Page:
Drugs and Money

I’m not under any illusion that [drug companies] give
money for the sake of neuroscience. They won’t do a study if the potential is there for the outcome to have a negative impact on marketing.

—J. Douglas Bremner, Professor of Psychiatry and Radiology
and Director of the Emory Clinical Neuroscience Research Unit


Vol. 9 No. 4
February/March 2007

Return to Contents


Drugs and Money
Pharmaceutical companies, academic medicine, and the flow of funds and favors

Reviewing conflict-of-interest policies

Funds flowing in

"We accept money because we need to do clinical trials, and that's where the rubber meets the road in this conflict-of-interest business."

"I'm not under any illusion that [drug companies] give money for the sake of neuroscience. They won't do a study if the potential is there for the outcome to have a negative impact on marketing."


THE INTELLECTUAL COMMUNITY

Bringing the Big Questions to the Community
Re-imagining the Gustafson Seminar

Multiversity or University?
Pursuing competing goods simultaneously


Uprooted
On the failure of roots and the strength of weak ties


Endnotes

 

Academic Exchange: Summarize your ongoing legal adventures related to your research on the anti-acne drug Accutane.

Doug Bremner: In 1997, Liam Grant’s son, an Irish student, hanged himself. Grant filed a lawsuit in Ireland against Roche, which makes Accutane, charging that the drug led to the suicide. He also started a foundation to support research. There have been several other cases in which the drug was associated with suicide. Around the time of Grant’s suicide, France issued a warning to that effect, before the U.S. warning came out. Grant [senior] contacted me and asked if I could do some research. I said I would need money for the brain scans, and he agreed to fund them; he also funded a rat study done elsewhere. Both studies showed that Accutane affected the limbic area of the brain, which affects emotion. Accutane inhibits nerve growth in the hippocampus, which in animal models causes depression. It’s not a subtle thing. In 2000, the son of Congressman Bart Stupak, who was taking Accutane, shot himself and died. Stupak put pressure on the FDA, which concluded there was good evidence that the drug caused suicides. That’s why my study and the rat study were such big deals. In the Grant case, the defense counsel subpoenaed Emory to get my study data, and I’ve been named as an expert witness in most of the lawsuits that are going on. We’re doing additional studies, and the manufacturer is trying to subpoena those records even before they’re done. They’ve already deposed me to try and find out what I’m doing, but I refused to tell them. It’s now up to a judge to say whether he wants to compel me to reveal that information.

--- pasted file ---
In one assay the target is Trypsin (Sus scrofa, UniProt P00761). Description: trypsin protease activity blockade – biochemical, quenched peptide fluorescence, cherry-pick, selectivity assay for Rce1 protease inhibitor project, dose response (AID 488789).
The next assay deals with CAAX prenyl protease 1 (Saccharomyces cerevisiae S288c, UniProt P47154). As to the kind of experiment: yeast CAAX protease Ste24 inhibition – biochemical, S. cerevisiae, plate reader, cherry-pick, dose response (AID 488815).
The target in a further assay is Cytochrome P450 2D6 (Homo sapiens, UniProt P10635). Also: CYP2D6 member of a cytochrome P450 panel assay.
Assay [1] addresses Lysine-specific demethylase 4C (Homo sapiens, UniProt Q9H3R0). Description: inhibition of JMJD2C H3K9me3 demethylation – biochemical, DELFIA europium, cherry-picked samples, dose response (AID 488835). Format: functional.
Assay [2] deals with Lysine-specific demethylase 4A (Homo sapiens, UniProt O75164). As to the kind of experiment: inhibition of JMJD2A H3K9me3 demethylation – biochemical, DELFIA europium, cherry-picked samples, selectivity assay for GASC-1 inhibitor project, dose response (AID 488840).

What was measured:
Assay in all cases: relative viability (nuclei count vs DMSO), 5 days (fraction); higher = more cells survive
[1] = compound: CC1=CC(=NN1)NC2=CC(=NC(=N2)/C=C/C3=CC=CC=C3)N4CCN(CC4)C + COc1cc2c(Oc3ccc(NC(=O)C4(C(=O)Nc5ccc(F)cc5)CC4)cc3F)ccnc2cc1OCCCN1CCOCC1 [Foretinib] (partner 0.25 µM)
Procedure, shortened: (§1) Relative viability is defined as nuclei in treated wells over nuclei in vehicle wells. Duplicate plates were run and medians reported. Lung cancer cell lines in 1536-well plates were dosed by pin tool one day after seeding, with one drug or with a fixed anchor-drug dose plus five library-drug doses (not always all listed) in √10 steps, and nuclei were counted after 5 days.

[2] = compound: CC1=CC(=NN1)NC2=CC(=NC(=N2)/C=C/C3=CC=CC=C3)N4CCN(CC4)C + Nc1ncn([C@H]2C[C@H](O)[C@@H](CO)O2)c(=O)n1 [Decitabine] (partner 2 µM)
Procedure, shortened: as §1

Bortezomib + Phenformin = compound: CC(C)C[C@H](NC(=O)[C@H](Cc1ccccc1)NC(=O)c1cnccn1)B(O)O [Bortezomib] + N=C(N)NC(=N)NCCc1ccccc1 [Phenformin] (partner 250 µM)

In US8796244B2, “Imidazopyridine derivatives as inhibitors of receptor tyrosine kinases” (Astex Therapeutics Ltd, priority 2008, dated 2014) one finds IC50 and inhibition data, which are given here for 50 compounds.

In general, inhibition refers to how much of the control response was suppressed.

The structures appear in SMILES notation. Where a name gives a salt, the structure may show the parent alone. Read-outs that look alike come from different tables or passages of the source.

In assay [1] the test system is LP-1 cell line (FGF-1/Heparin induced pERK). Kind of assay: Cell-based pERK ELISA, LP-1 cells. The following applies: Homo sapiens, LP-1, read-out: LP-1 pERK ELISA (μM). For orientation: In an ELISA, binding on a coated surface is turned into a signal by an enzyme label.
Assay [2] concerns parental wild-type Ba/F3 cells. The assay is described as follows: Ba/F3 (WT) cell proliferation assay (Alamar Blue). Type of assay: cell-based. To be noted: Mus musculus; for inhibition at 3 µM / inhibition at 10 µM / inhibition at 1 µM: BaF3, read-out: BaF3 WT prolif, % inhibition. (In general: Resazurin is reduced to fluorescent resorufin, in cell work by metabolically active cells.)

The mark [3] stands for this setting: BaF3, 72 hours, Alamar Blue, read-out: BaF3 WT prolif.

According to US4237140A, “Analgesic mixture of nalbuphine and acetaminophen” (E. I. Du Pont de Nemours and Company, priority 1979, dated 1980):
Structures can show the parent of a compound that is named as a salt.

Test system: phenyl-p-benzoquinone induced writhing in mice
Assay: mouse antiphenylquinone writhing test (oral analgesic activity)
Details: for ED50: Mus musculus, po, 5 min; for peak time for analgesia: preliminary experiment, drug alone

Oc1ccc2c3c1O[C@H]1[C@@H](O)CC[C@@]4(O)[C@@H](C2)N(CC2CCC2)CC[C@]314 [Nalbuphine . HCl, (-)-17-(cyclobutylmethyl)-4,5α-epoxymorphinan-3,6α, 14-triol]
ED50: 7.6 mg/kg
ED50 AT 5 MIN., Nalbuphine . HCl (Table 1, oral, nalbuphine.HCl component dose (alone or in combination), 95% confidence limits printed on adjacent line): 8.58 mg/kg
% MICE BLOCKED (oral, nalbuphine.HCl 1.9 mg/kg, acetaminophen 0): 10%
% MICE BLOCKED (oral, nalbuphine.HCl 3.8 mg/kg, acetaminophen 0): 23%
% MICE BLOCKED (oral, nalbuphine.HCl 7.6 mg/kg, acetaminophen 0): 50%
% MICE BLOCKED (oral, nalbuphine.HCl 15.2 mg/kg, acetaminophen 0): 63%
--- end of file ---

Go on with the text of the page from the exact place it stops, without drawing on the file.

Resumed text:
AE: Has Roche charged you with bias because your work is sponsored by the plaintiff?

DB: Drug companies are really good at propaganda and spin control. They’ll throw up balloons that are distracting and give you a piece of the information. In Ireland, there are relatively low limits on product liability awards, so Liam Grant’s not doing this for financial gain. I don’t communicate with Grant anymore, because every time I do the emails get subpoenaed. I’ve never even met him. His donation was given as an unrestricted grant to Emory, and my time was never compensated. The day after my study came out, Roche attempted to settle with him and offered to pay all legal costs and for the research he’d paid for, which totaled several million dollars. He refused. Roche’s line has been that there’s no association between Accutane and depression, and that depression is really common in teenagers. Most of these cases involve teenagers. The fact is that teens have one of the lowest suicide rates, so that’s another piece of propaganda they’ve effectively spun, and it’s just not true. Another line is that Accutane can’t enter the brain because it’s a skin medication. It does go into the brain. In fact it exists naturally in the body. We make Accutane, which has the same chemical structure as the active form of vitamin A, which has all sorts of functions in the brain.

AE: You’ve strongly criticized the methods employed by drug companies.

DB: I’ve done studies funded by drug companies, and now I know what it’s like to be on the “wrong” side of the aisle. I’m not under any illusion that [drug companies] give money for the sake of neuroscience. They won’t do a study if the potential is there for the outcome to have a negative impact on marketing. The Vioxx study was pure marketing that backfired because it eventually came out that the drug increased the risk for cardiovascular disease. The manufacturer tried to fudge the results of some of the case reports, but even then it was obvious that something was wrong. Drug companies will do these huge studies and find tons of physicians—I think the Vioxx study listed something like a thousand authors—because they know the doctors are more likely to prescribe the drug. Contracts between drug companies and researchers, even the ones I sign, give them the right to review the results before a researcher submits the paper to a journal. Many times drug companies have tried to stop publication when they don’t like the results. It’s led to litigation. With my Accutane study, they’ve looked for data entry errors and tried to trash it. They’ll look for one piece of paper I might have missed, then claim I’m not cooperating. It becomes an absurd process. It’s intimidation. I know of cases in which a drug company hired private investigators to go out to school playgrounds to find friends of kids who have killed themselves to try to uncover something like whether the suicide victim smoked pot. I wouldn’t be surprised if they did the same thing in my case.